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Tuesday, May 30, 2006

Kremlin Shil Seeks to Control World Steel Market

As the New York Times reports, Kremlin shil Aleksei Mordashov's bid to control the worldwide steel industry by merging his steel firm Severstal, dominated by the Kremlin like most significant Russian commercial enterprises, with Luxumborg's Arcelor (thus controlling 20% of the world's automotive steel) has hit a roadblock thrown up by major American investment banker Goldman Sachs. The Times reports:

Goldman Sachs is circulating a letter to Arcelor shareholders, hoping to get support for an emergency general meeting that would call for the Severstal deal to be put to a vote, according to Mittal executives.

Twenty percent of shareholders need to call for an emergency general meeting for it to be held. At issue is the way that investors can weigh in on the Severstal deal. As it is structured now, the deal will go through, unless more than 50 percent of outstanding shareholders vote to prevent it. That situation is unlikely because it is difficult to get that percentage of shareholders to vote on any company issue.

Critics are calling for a more traditional voting structure — asking two-thirds of shareholders present at a general meeting to approve the deal before it can go through, for example. Under local shareholder rights law, Arcelor does not have to put the Severstal deal to a shareholder vote. But Arcelor management is under pressure to prove that it is showing exemplary corporate governance, after criticizing Mittal's corporate governance and refusing to consider the company's offer.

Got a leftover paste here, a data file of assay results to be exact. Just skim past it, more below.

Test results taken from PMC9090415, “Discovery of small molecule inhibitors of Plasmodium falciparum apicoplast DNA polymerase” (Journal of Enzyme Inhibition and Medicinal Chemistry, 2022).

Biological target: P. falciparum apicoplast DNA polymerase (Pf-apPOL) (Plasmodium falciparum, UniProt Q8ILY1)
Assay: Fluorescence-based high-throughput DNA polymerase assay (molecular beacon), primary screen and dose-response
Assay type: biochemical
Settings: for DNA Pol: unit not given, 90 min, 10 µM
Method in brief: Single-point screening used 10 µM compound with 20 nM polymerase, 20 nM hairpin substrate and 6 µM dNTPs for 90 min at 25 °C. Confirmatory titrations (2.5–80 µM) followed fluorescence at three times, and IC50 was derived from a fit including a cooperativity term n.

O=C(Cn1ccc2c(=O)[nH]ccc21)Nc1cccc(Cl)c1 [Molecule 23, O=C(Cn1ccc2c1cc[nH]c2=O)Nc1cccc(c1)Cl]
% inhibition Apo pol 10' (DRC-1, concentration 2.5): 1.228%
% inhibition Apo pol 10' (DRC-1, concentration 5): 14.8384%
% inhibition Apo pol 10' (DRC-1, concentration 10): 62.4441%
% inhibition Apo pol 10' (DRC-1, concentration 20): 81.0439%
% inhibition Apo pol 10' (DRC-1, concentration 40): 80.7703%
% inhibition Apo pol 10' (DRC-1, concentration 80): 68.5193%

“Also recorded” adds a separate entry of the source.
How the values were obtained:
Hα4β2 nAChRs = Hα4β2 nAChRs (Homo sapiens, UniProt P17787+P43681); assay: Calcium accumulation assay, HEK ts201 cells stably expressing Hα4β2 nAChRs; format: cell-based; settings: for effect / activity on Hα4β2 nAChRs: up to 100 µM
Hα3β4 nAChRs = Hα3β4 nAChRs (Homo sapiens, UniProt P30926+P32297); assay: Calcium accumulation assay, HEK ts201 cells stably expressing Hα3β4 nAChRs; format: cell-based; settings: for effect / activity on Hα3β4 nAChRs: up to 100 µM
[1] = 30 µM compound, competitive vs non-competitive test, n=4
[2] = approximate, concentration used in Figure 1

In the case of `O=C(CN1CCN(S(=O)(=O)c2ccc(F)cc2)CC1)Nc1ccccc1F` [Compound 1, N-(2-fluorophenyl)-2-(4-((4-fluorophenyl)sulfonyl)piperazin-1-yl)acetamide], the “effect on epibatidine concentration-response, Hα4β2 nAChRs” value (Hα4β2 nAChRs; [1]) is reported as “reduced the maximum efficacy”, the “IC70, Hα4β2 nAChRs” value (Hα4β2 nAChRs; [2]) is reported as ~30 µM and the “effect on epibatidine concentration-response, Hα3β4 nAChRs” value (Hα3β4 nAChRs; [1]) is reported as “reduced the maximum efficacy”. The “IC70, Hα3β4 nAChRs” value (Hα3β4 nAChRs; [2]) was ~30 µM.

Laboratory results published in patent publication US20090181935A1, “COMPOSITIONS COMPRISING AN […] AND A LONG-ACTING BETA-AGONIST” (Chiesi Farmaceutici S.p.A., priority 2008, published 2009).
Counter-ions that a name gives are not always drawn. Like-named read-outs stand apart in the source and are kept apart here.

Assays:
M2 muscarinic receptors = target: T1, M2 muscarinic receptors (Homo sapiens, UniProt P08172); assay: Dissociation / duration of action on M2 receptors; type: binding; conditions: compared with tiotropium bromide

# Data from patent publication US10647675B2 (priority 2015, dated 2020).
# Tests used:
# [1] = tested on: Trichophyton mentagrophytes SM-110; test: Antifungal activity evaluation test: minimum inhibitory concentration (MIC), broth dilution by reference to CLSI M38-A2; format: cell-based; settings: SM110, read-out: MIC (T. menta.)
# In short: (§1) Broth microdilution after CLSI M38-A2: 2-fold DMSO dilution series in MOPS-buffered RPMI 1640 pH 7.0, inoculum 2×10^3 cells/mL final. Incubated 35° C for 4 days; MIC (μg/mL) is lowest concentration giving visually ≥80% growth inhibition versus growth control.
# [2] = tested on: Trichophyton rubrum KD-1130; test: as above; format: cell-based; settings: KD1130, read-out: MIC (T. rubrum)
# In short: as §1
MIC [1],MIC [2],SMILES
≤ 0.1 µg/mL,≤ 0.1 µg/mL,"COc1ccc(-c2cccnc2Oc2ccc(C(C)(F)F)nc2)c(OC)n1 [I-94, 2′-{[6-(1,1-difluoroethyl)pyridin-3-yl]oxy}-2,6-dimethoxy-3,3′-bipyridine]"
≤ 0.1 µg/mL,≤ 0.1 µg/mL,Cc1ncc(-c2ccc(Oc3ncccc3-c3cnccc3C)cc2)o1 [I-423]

Investors could try to use an emergency general meeting to demand that the company change the way the deal is approved. Mittal is, naturally, supportive of any efforts to strike down the Severstal deal.

"Many Arcelor shareholders had serious reservations about this deal," a Mittal spokesman said in a prepared statement. Separately, Severstal's chief executive, Mr. Mordashov, wants to raise his stake in Arcelor to 45 percent, according to the Russian news agency Interfax.

Now we see the tentacles of the Neo-Soviet Union grasping out for every scrap of influence it can, by whatever means possible, as the world slowly realizes that is going on in Russia. The same exact thing happened as Stalin consolidated his power. The difference, however, is that now Russia is a bankrupt shell of an entity devastated by the arms race Stalin initiated, and when it falls this time it will fall much harder.

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